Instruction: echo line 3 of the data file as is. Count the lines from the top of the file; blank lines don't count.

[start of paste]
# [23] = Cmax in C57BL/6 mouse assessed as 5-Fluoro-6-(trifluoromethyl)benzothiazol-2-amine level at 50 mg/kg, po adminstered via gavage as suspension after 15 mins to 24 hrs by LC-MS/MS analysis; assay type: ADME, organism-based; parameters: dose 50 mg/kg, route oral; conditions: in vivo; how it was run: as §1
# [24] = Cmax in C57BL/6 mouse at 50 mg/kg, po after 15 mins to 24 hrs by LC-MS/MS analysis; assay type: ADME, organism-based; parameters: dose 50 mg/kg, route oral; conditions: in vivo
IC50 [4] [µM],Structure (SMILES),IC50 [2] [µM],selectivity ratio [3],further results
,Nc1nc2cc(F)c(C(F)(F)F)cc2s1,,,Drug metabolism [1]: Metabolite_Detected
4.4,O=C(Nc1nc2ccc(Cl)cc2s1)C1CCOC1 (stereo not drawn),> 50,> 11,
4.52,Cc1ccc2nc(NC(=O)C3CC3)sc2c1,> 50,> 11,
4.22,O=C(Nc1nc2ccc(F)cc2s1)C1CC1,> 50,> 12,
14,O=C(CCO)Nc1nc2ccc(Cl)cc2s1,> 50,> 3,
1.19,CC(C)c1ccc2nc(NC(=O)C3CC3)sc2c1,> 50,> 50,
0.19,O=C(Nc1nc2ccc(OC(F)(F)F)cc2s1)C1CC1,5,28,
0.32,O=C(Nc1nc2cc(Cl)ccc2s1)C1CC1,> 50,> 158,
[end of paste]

IC50 [4] [µM],Structure (SMILES),IC50 [2] [µM],selectivity ratio [3],further results